Chelsea housing scandal: HUD’s loose lips

In the scandal over political fixer Michael McLaughlin’s stewardship of the Chelsea Housing Authority, one big mystery has been how the public housing agency managed to receive high inspection ratings from federal overseers even as it lost track of millions of dollars in federal modernization funds and paid McLaughlin an outrageous salary. A recent Globe story hinted at a disturbing possibility: that someone with inside information from the US Department of Housing and Urban Development tipped the Chelsea authority in advance about which of its units would be subject to surprise inspections.

Federal prosecutors, with good reason, are looking into that possibility, but the question of how to prevent future abuses in other communities remains. It’s not clear HUD officials understood just how much it could be worth to a local authority to perform well on the mandated inspections. For if they did understand, the department would surely have taken more aggressive steps to protect the integrity of the process.

McLaughlin, who managed to arrange an annual salary of $360,000 for running a small public housing authority, has pleaded guilty to four felony counts related to hiding his salary. But the Globe’s Sean P. Murphy and Andrea Estes offered evidence of a separate problem — that McLaughlin received early notice, weeks before scheduled inspections, of which 25 Chelsea Housing Authority apartments would be visited by federal inspectors. Several authority employees told the Globe that they would then be sent to clean up the apartments in question before federal inspectors could see them. It’s unclear who at HUD might have provided the information.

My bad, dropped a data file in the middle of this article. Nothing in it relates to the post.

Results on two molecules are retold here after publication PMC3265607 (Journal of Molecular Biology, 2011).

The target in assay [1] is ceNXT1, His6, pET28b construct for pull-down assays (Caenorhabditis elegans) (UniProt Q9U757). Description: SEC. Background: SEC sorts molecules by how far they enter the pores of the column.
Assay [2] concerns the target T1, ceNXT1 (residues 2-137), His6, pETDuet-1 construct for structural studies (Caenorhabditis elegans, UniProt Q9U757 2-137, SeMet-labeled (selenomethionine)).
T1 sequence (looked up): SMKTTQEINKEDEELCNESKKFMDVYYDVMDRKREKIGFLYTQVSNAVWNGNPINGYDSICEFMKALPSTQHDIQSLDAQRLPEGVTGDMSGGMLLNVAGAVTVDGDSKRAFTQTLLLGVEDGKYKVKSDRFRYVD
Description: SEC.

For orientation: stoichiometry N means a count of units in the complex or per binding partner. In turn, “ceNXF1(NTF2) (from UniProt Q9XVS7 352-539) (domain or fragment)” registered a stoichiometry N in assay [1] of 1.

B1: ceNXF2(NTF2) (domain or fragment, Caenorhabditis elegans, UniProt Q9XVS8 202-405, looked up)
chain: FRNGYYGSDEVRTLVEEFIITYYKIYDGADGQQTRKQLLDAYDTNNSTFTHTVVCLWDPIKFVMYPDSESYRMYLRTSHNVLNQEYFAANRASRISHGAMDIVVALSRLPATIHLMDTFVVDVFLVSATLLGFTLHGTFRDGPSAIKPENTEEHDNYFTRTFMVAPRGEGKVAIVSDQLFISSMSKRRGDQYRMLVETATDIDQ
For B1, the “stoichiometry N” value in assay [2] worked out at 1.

What is clear is that greater security is needed. Housing authorities that score well on HUD inspections don’t just get bragging rights; they also get less oversight from the federal agency and, at times, more money. Yet by some accounts, the list of Chelsea Housing Authority apartments to be inspected was drawn up a month in advance and entered into a system that a large number of people at the federal department had the ability to use. If so, what’s surprising is that more inspection lists don’t slip out. HUD should tighten up its security.